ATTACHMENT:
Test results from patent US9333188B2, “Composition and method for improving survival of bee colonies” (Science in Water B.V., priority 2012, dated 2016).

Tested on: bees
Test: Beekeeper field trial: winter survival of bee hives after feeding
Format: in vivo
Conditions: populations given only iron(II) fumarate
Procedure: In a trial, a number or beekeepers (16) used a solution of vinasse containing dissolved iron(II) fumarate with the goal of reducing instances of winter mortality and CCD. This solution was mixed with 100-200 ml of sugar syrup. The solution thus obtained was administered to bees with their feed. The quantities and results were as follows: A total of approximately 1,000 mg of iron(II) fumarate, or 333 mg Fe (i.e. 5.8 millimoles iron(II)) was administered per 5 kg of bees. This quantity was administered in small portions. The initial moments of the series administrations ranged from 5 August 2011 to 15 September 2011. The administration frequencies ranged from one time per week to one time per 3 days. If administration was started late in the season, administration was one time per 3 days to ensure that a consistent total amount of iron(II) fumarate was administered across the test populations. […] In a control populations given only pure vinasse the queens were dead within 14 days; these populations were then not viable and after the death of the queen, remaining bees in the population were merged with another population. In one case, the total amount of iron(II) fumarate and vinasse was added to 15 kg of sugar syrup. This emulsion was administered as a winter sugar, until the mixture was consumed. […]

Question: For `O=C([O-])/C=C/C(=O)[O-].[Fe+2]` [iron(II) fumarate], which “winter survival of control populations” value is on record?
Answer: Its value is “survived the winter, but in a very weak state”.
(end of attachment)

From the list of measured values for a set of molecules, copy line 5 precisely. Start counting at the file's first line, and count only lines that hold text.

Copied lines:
Conditions: populations given only iron(II) fumarate